What is ‘Shabbat Chazon?’

Tomorrow we will commemorate ‘Tishah Be-Av’ {תשעה באב} – Hebrew for ninth of the month of Av – which is the day the Temple in Jerusalem was destructed (we will discuss that tomorrow). 
The ‘Shabbat’ {שבת} before ‘Tishah Be-Av’ {תשעה באב} is known in the Jewish tradition as ‘Shabbat Chazon’ {שבת חזון} – ‘the Sabbath of the Vision’ in Hebrew. The ‘vision’ refers to the weekly Prophet’s portion which is taken from the opening chapter of the Book of Isaiah: 

“The VISION of Isaiah the son of Amoz, which he saw concerning Judah and Jerusalem in the days of Uzziah, Jotham, Ahaz, and Hezekiah, kings of Judah.” (Isaiah 1:1)  

The Hebrew word ‘Chazon’ {חזון} (‘vision’) is very common in the Book of Isaiah in particular and the other books of the prophets in general. It is derived from the Hebrew root Ch-Z-H {ח-ז-ה} which means ‘to see.’
The Hebrew learners who read this are probably thinking now about the other (more common) Hebrew word for ‘seeing’ – ‘Le-Rot’ {לראות}. Well, both of these Hebrew words mean ‘to see.’ However, ‘Le-Rot’ is the simple act of seeing and ‘La-Chazot’ {לחזות} (the verb form of ‘Chazon’) implies more than just simply seeing and is usually strongly connected to the FUTURE.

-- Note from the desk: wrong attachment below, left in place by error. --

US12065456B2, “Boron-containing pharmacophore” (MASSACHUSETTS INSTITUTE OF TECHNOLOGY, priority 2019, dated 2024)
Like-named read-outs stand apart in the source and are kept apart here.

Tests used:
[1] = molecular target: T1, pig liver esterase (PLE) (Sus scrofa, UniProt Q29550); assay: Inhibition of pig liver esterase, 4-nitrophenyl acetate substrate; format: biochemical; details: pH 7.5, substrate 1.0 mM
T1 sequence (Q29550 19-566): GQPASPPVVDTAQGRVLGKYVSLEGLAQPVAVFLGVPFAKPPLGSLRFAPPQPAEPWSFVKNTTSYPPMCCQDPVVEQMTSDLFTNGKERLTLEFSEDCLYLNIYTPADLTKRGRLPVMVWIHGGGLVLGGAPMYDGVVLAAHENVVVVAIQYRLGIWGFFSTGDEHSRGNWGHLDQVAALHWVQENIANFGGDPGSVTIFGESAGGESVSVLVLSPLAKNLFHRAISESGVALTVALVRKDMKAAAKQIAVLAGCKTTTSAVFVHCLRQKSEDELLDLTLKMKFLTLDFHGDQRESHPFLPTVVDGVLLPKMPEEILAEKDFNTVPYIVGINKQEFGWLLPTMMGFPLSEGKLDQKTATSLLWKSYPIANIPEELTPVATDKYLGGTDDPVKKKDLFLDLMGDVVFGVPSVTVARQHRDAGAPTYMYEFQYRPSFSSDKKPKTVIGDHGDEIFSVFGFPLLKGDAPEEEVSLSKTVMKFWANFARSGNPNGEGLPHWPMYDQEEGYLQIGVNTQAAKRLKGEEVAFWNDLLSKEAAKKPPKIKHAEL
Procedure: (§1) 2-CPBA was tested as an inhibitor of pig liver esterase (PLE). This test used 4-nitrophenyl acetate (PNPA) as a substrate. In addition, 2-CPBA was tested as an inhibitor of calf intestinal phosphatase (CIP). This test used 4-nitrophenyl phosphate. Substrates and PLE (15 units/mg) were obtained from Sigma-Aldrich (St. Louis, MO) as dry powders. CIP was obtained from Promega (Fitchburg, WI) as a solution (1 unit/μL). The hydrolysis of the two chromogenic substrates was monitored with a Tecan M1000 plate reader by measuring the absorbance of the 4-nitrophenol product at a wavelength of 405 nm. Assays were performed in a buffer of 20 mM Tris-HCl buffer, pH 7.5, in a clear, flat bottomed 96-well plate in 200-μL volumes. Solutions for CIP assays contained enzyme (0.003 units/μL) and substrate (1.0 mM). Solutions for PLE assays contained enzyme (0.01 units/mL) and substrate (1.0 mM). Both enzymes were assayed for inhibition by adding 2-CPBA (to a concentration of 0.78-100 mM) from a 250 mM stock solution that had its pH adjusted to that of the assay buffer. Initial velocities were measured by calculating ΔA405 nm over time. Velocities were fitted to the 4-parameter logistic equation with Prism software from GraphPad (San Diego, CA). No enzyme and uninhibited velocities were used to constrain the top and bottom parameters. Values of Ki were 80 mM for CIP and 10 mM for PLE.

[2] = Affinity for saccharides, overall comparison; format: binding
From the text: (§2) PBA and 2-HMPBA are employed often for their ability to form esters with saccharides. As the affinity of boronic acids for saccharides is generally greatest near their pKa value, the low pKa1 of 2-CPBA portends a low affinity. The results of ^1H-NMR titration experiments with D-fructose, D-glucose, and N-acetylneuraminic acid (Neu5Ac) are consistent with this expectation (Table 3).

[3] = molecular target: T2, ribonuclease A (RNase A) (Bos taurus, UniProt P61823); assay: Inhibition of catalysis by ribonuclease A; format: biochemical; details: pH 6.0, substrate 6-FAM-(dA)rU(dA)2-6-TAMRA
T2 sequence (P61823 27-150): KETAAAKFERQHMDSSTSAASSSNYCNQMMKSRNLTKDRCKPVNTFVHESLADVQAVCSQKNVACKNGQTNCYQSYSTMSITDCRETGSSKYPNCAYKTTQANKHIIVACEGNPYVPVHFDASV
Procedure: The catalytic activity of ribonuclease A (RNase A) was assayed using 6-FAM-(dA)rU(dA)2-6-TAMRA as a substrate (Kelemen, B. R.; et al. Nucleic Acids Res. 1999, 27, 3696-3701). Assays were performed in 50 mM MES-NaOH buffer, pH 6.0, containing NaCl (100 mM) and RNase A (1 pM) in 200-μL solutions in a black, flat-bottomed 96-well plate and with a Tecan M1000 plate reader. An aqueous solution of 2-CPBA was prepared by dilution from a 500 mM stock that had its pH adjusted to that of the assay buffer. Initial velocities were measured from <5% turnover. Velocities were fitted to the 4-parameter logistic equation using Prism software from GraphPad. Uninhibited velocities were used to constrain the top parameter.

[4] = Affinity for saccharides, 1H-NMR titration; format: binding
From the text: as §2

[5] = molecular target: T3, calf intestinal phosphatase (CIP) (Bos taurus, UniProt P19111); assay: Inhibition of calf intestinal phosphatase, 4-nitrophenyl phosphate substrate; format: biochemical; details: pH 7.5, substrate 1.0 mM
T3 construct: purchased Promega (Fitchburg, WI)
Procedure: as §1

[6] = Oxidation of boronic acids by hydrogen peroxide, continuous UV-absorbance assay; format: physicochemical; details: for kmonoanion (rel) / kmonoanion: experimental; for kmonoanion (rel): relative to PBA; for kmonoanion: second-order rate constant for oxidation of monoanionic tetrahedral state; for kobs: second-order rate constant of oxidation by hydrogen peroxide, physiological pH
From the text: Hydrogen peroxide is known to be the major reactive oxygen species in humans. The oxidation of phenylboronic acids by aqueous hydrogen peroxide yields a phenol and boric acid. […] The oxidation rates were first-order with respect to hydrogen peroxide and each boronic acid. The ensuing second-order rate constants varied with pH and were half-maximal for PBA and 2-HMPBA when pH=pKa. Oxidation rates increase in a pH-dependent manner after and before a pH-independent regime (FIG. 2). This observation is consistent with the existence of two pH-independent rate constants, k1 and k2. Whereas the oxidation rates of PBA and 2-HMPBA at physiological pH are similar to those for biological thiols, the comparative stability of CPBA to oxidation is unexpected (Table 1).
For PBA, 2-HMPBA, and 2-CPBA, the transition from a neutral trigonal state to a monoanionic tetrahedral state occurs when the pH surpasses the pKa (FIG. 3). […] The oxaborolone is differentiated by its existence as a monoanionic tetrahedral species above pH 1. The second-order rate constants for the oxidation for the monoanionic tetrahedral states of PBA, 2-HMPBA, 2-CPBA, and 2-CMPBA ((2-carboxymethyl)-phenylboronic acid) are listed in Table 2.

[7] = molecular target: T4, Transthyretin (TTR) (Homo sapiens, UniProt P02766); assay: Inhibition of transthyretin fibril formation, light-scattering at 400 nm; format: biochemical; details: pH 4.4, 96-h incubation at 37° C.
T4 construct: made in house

Theodor Herzl

In fact, Theodor Herzl is called in Hebrew ‘Choze Ha-Medina’ {חוזה המדינה} – which literally means in Hebrew ‘visionary of the State.’ The Hebrew word ‘Choze’ {חוזה}  is also used as another name for a ‘prophet’ in the Hebrew Bible (the main Biblical Hebrew term for ‘a prophet’ is ‘Navi’){נביא}.  

Following the biblical concept, in the later forms of Hebrew – including Modern Hebrew – the verb ‘La-Chazot’ means ‘to foresee’ or ‘to predict.’ Another meaning for this Hebrew term can be found in one of the prayers Jews have recited every day for the last 2000 years:  

“Ve-Techezena Eineinu Be-Shuv’cha Le-Tziyon Be-Rachamim” {ותחזינה עינינו בשובך לציון ברחמים} which means in English: 

“May our eyes BEHOLD Your return to Zion in mercy.”